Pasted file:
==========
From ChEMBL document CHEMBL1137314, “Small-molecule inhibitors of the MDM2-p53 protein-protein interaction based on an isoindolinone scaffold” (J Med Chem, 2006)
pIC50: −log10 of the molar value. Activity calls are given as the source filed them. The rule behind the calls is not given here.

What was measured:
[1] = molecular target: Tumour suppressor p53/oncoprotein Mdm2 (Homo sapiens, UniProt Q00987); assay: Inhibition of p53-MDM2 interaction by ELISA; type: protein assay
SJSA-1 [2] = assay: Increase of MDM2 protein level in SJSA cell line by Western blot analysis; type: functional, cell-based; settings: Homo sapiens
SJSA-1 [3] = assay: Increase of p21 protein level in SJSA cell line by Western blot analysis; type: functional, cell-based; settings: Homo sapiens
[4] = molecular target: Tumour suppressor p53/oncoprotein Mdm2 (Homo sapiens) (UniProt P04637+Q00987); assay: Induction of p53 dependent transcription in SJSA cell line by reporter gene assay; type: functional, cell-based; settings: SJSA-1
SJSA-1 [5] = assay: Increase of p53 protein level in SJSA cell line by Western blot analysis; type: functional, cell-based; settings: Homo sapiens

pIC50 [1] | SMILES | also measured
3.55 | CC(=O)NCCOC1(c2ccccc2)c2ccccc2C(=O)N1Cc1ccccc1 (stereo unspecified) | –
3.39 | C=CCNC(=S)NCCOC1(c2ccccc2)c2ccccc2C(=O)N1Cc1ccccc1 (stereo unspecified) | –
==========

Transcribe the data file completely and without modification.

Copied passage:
From ChEMBL document CHEMBL1137314, “Small-molecule inhibitors of the MDM2-p53 protein-protein interaction based on an isoindolinone scaffold” (J Med Chem, 2006)
pIC50: −log10 of the molar value. Activity calls are given as the source filed them. The rule behind the calls is not given here.

What was measured:
[1] = molecular target: Tumour suppressor p53/oncoprotein Mdm2 (Homo sapiens, UniProt Q00987); assay: Inhibition of p53-MDM2 interaction by ELISA; type: protein assay
SJSA-1 [2] = assay: Increase of MDM2 protein level in SJSA cell line by Western blot analysis; type: functional, cell-based; settings: Homo sapiens
SJSA-1 [3] = assay: Increase of p21 protein level in SJSA cell line by Western blot analysis; type: functional, cell-based; settings: Homo sapiens
[4] = molecular target: Tumour suppressor p53/oncoprotein Mdm2 (Homo sapiens) (UniProt P04637+Q00987); assay: Induction of p53 dependent transcription in SJSA cell line by reporter gene assay; type: functional, cell-based; settings: SJSA-1
SJSA-1 [5] = assay: Increase of p53 protein level in SJSA cell line by Western blot analysis; type: functional, cell-based; settings: Homo sapiens

pIC50 [1] | SMILES | also measured
3.55 | CC(=O)NCCOC1(c2ccccc2)c2ccccc2C(=O)N1Cc1ccccc1 (stereo unspecified) | –
3.39 | C=CCNC(=S)NCCOC1(c2ccccc2)c2ccccc2C(=O)N1Cc1ccccc1 (stereo unspecified) | –